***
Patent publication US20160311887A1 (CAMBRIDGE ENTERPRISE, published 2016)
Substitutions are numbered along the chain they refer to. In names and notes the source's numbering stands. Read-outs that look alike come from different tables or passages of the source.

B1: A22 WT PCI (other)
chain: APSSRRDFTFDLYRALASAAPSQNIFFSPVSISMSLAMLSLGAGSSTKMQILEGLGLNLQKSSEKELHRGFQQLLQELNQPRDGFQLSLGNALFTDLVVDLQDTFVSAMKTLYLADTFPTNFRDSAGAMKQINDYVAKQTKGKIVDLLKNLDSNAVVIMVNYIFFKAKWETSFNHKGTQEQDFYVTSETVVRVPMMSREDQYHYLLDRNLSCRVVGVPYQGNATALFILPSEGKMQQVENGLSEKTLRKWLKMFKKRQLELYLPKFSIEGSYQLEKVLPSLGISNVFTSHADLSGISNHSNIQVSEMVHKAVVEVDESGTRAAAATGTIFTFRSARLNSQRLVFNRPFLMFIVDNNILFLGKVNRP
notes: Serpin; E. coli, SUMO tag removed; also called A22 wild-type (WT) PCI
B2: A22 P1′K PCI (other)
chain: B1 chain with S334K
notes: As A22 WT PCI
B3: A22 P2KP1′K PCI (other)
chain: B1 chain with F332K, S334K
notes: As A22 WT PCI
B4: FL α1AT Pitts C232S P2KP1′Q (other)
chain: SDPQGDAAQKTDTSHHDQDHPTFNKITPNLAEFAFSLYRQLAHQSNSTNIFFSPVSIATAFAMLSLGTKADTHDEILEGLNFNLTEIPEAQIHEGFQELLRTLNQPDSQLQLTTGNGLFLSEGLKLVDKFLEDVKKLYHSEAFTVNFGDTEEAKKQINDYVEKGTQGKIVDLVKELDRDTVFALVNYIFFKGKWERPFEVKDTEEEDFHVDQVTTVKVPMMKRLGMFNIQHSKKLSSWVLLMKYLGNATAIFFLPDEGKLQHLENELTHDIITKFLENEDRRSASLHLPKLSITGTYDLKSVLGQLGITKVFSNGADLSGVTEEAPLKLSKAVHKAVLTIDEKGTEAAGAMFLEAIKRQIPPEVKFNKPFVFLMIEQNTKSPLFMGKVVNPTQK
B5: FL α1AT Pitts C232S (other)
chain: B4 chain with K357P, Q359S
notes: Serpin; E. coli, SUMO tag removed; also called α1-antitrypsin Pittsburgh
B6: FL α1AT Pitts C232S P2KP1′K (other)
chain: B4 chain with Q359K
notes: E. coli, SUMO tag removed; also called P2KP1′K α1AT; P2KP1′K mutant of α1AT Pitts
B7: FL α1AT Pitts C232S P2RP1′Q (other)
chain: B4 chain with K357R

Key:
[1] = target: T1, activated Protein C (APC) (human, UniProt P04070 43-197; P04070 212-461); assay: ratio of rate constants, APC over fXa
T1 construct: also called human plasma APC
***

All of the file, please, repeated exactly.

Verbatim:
Patent publication US20160311887A1 (CAMBRIDGE ENTERPRISE, published 2016)
Substitutions are numbered along the chain they refer to. In names and notes the source's numbering stands. Read-outs that look alike come from different tables or passages of the source.

B1: A22 WT PCI (other)
chain: APSSRRDFTFDLYRALASAAPSQNIFFSPVSISMSLAMLSLGAGSSTKMQILEGLGLNLQKSSEKELHRGFQQLLQELNQPRDGFQLSLGNALFTDLVVDLQDTFVSAMKTLYLADTFPTNFRDSAGAMKQINDYVAKQTKGKIVDLLKNLDSNAVVIMVNYIFFKAKWETSFNHKGTQEQDFYVTSETVVRVPMMSREDQYHYLLDRNLSCRVVGVPYQGNATALFILPSEGKMQQVENGLSEKTLRKWLKMFKKRQLELYLPKFSIEGSYQLEKVLPSLGISNVFTSHADLSGISNHSNIQVSEMVHKAVVEVDESGTRAAAATGTIFTFRSARLNSQRLVFNRPFLMFIVDNNILFLGKVNRP
notes: Serpin; E. coli, SUMO tag removed; also called A22 wild-type (WT) PCI
B2: A22 P1′K PCI (other)
chain: B1 chain with S334K
notes: As A22 WT PCI
B3: A22 P2KP1′K PCI (other)
chain: B1 chain with F332K, S334K
notes: As A22 WT PCI
B4: FL α1AT Pitts C232S P2KP1′Q (other)
chain: SDPQGDAAQKTDTSHHDQDHPTFNKITPNLAEFAFSLYRQLAHQSNSTNIFFSPVSIATAFAMLSLGTKADTHDEILEGLNFNLTEIPEAQIHEGFQELLRTLNQPDSQLQLTTGNGLFLSEGLKLVDKFLEDVKKLYHSEAFTVNFGDTEEAKKQINDYVEKGTQGKIVDLVKELDRDTVFALVNYIFFKGKWERPFEVKDTEEEDFHVDQVTTVKVPMMKRLGMFNIQHSKKLSSWVLLMKYLGNATAIFFLPDEGKLQHLENELTHDIITKFLENEDRRSASLHLPKLSITGTYDLKSVLGQLGITKVFSNGADLSGVTEEAPLKLSKAVHKAVLTIDEKGTEAAGAMFLEAIKRQIPPEVKFNKPFVFLMIEQNTKSPLFMGKVVNPTQK
B5: FL α1AT Pitts C232S (other)
chain: B4 chain with K357P, Q359S
notes: Serpin; E. coli, SUMO tag removed; also called α1-antitrypsin Pittsburgh
B6: FL α1AT Pitts C232S P2KP1′K (other)
chain: B4 chain with Q359K
notes: E. coli, SUMO tag removed; also called P2KP1′K α1AT; P2KP1′K mutant of α1AT Pitts
B7: FL α1AT Pitts C232S P2RP1′Q (other)
chain: B4 chain with K357R

Key:
[1] = target: T1, activated Protein C (APC) (human, UniProt P04070 43-197; P04070 212-461); assay: ratio of rate constants, APC over fXa
T1 construct: also called human plasma APC